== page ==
The developer of Stonebridge Estate in Vasse have issued a statement advising there was no groundwater contamination on the development site.
Testing was conducted in compliance with conditions imposed by Department of Water and Environmental Regulation which found there was no contamination.
The statement was made after eighteen properties around Rendezvous Road and Jarrah Elbow were infiltrated by contaminated groundwater, residents were notified their bore water was not safe to use.
The Department of Water and Environmental Regulation found the source of the groundwater contamination had come from the Busselton Waste Facility which was used as landfill for around 50 years.
QUBE director Rod Gardiner wanted to allay concerns held by purchasers or the community that land could not be approved for development if it was subject to any contamination.
“Understandably there is community concern, but at estate there has been extensive testing and DWER has cleared it for subdivision. There is no cause for concern,” he said.
“Since taking over the site in 2015, we have employed ongoing testing. This has included the identification of potential contamination points and testing both soil and groundwater.
“Our testing, which has been audited, did not identify any contamination which would preclude residential development.”
Mr Gardiner said the WA Planning Commission conditionally approved their development application in January 2017 with a condition to undertake investigations which have been completed.
In April, DWER issued a clearance for the subdivision in regards to contamination, confirming the investigations were in-line with DWER guidelines.
Mr Gardiner said they would request the City of Busselton remove the estate from the investigation area as the site posed no risk to health or the environment and would continue to conduct ongoing tests.
He also said Stonebridge Estate residents would be on scheme water and reticulated sewer with limited need to access ground water or bore water.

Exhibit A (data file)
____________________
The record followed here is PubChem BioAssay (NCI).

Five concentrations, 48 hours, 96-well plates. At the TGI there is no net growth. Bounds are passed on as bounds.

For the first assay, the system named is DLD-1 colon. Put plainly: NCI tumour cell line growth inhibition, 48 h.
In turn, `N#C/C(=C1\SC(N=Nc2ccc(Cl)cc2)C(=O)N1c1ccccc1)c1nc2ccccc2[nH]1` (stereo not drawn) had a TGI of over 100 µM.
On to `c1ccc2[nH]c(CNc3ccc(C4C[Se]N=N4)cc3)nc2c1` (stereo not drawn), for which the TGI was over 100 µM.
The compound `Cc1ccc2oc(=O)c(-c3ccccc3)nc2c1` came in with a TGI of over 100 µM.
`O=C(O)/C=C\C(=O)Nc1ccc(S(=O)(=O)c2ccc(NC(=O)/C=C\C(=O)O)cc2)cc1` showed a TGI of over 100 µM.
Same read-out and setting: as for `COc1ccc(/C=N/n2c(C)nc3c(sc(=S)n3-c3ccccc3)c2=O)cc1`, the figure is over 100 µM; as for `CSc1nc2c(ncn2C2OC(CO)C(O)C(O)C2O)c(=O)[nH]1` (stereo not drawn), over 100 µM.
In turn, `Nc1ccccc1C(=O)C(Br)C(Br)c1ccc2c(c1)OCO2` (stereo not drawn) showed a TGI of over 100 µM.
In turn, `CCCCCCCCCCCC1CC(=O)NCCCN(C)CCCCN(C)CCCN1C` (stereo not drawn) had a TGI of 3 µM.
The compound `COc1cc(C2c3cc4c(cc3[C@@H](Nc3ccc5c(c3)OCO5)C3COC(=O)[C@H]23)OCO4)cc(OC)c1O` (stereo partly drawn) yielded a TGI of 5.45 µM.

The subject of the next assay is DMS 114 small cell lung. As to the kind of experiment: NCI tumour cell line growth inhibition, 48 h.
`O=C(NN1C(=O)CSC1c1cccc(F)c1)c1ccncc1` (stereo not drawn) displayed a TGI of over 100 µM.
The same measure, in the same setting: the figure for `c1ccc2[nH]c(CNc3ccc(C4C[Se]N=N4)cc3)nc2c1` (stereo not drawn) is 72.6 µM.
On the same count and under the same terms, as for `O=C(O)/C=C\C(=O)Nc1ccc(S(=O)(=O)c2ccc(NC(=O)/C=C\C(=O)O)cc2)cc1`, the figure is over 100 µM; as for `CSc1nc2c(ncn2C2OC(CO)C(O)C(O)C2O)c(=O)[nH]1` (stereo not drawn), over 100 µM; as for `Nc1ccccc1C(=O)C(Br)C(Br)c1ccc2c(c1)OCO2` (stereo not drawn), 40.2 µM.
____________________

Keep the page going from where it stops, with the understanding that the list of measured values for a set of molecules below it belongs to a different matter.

Department of Water and Environmental Regulation director science and planning Kerry Laszig said based on available information, groundwater contamination associated with the landfill did not appear to extend into the estate.
Ms Laszig said groundwater investigations were completed at Stonebridge Estate in 2017, to demonstrate that lot two (formerly used as an abattoir) was suitable for the proposed residential land use.
“These investigations, while focused on the former abattoir use, did not identify groundwater contamination associated with the landfill beneath Stonebridge Estate,” she said.
Ms Laszig said groundwater investigations commissioned by the city to date had not been undertaken north of Kookaburra Way.
“DWER has been advised that additional groundwater testing, commissioned by the developer, has recently been completed at Stonebridge Estate for contaminants known to be associated with the landfill,” she said
“The department expects the results of this testing to be submitted for review when available.”
Ms Laszig said further investigation and modelling were required to better understand the behaviour of the groundwater contamination and the potential for contaminants to move beyond the current known extent of the plume.
“It is likely that the current extent of the plume has taken several decades to form, and therefore may now be reasonably stable,” he said.
“If modelling indicates the plume may spread further and pose a potential risk to human health or the environment, then remediation and/or management would be required.”
City of Busselton director of engineering and work services Oliver Darby said DWER mandate the area of investigation which may change depending on the outcome of investigations.
“The city does not have any objection to Stonebridge Estate, seeking exclusion from the investigation area,” he said.
”The extent of potential contamination at this stage, is substantially smaller than the area of investigation.”